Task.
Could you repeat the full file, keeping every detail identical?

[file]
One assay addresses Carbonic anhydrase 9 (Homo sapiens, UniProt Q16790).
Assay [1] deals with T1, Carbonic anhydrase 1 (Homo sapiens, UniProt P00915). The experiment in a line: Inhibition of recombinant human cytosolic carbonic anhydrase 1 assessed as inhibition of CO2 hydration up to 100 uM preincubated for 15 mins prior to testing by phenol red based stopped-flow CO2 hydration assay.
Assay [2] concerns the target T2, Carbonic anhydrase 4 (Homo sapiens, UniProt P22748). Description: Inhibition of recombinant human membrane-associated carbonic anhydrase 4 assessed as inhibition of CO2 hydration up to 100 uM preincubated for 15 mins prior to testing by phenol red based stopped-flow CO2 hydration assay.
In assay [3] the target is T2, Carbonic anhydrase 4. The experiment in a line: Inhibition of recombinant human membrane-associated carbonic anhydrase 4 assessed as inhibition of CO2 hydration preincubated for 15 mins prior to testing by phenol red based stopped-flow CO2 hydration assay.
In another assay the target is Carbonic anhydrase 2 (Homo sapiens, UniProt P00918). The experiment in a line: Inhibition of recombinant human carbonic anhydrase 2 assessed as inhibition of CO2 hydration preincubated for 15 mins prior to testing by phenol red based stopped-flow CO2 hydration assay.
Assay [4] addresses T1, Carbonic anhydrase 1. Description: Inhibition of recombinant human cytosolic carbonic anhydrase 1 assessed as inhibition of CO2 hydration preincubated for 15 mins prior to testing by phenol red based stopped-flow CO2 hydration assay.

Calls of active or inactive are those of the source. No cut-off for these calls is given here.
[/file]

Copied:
One assay addresses Carbonic anhydrase 9 (Homo sapiens, UniProt Q16790).
Assay [1] deals with T1, Carbonic anhydrase 1 (Homo sapiens, UniProt P00915). The experiment in a line: Inhibition of recombinant human cytosolic carbonic anhydrase 1 assessed as inhibition of CO2 hydration up to 100 uM preincubated for 15 mins prior to testing by phenol red based stopped-flow CO2 hydration assay.
Assay [2] concerns the target T2, Carbonic anhydrase 4 (Homo sapiens, UniProt P22748). Description: Inhibition of recombinant human membrane-associated carbonic anhydrase 4 assessed as inhibition of CO2 hydration up to 100 uM preincubated for 15 mins prior to testing by phenol red based stopped-flow CO2 hydration assay.
In assay [3] the target is T2, Carbonic anhydrase 4. The experiment in a line: Inhibition of recombinant human membrane-associated carbonic anhydrase 4 assessed as inhibition of CO2 hydration preincubated for 15 mins prior to testing by phenol red based stopped-flow CO2 hydration assay.
In another assay the target is Carbonic anhydrase 2 (Homo sapiens, UniProt P00918). The experiment in a line: Inhibition of recombinant human carbonic anhydrase 2 assessed as inhibition of CO2 hydration preincubated for 15 mins prior to testing by phenol red based stopped-flow CO2 hydration assay.
Assay [4] addresses T1, Carbonic anhydrase 1. Description: Inhibition of recombinant human cytosolic carbonic anhydrase 1 assessed as inhibition of CO2 hydration preincubated for 15 mins prior to testing by phenol red based stopped-flow CO2 hydration assay.

Calls of active or inactive are those of the source. No cut-off for these calls is given here.